- A fundamental tenet in cyber security is that there is no such thing as absolute security. It is always relative to the identified threats. Threats are dynamic and change over time due to changes in technologies, changes in the environment as well as changes in the ability of the attackers and the way the technologies are used. Hence the lesson from the cyber world is we need to be continuously vigilant. Similarly, in the biological world, I believe there is no foolproof way of protecting against viruses at all times, and we will always be prone to one form of virus infection or another. There is always the potential for new viruses and existing viruses can also mutate defeating existing treatment and vaccinations. However not all viruses turn out to be a pandemic, just like not all attacks will turn out to be cyber pearl harbour. In the cyber world, we have learnt having perimeter controls and restricting user activities, security tools for tracing as well as anti-virus and anti-malware are all necessary and will help to reduce the security threats but are not sufficient and will not achieve absolute security as mentioned above. Similarly border controls, lock downs, and contact tracing as well as vaccinations are all necessary tools in combating pandemic such as Covid-19. However, changes in threats and environment have always the potential for introducing new and mutated viruses. Just like anti-virus software needs to be regularly updated, immunities may not last and need to be updated. What is required is the need to assess the risks from the threats continuously and take appropriate and proportionate measures. “It is a continuous process and not an event”. This is something that we are very much used to in the cyber world.
- This brings us naturally to my next point. Over the last couple of decades, the cyber world has developed security incident response centres in both private and government organizations, which continuously monitor potential malware and security attacks occurring in different parts of the world. Though there are some such centres (such as Centres for Disease Control (CDCs)), it would be beneficial for each country to establish such response centres for continuous monitoring of infections as well as having appropriate coordination facilities (such as via World Health Organization (WHO)), thereby enabling trusted sharing of information which is critical for being responsive and taking timely proactive actions. In this context, it is fair to say, that the cyber world has faced and continues to face significant challenges in achieving effective and trusted sharing of threat information. There are several reasons underlying this including national security, which are beyond the scope of this article.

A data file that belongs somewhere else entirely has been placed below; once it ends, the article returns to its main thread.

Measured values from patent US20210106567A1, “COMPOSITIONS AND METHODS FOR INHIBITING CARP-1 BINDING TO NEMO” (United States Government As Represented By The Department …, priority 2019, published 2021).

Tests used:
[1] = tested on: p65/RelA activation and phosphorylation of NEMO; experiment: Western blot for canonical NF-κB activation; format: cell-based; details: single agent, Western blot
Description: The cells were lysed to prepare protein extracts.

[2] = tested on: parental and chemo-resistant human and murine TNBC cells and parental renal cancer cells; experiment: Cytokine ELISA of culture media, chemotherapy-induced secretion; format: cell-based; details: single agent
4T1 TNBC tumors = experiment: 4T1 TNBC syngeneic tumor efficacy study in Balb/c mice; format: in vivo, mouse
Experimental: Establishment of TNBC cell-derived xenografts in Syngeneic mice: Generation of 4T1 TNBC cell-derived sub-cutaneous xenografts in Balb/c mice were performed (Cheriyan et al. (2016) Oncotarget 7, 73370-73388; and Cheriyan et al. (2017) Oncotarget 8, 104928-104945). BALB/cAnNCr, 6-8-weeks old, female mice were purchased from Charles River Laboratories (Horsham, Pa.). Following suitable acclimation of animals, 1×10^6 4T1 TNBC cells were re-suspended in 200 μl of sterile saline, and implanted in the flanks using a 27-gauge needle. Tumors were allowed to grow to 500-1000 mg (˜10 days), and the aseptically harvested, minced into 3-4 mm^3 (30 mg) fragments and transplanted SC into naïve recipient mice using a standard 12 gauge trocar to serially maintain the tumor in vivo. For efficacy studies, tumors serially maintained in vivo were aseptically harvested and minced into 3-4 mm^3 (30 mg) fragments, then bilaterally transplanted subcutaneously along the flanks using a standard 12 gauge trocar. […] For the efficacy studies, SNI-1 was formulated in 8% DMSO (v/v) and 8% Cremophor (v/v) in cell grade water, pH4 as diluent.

- Another lesson is the need to establish clear strategic priorities both at the national and international level to promote and ensure adequate investment is made in these areas. In the case of the cyber world, we have had this issue at least for the last 25 years4 and only in the recent years, there has been some recognition for establishing cyber security strategy and priorities at the highest levels in the government and private organizations. Even now, I feel there is a significant gap between this recognition and actual actions on the ground so to speak. However, the lesson that I believe to be important is that such priority settings can have beneficial side effects and lead to the amplification of investments and their impact. For instance, we are all aware of investments in defence leading to innovations and technologies in the civilian sector and having major impact in the commercial world (e.g. aviation and transport). Similarly, investments in infectious diseases can lead to new discoveries that can help to achieve major breakthroughs in other medical areas such as cancer and diabetes.
1 Stephanie Forrest et al., Self-nonself discrimination in a computer, Proc 1994 IEEE Symposium on Research in Security and Privacy, pp 202-212
2 I had written a separate article on issues related to the Australian CovidSafe app released in mid-2020, available at https://www.newcastle.edu.au/research/centre/advanced-cyber-security
3 My research interest is in fact the other way around; that is, what we can learn from the biological world which are relevant to the cyber world, as the biological world and nature is not only highly rich in their complexity and heterogeneity but also have survived over millions of years.
4 I have been advocating the strategic importance of security for over 30 years since late 1980s in the UK, US and Europe and over the last 20 years in Australia at various government and private organizations.
Professor Vijay Varadharajan
Global Innovation Chair Professor in Cyber Security
The University of Newcastle, Australia
1 Feb 2021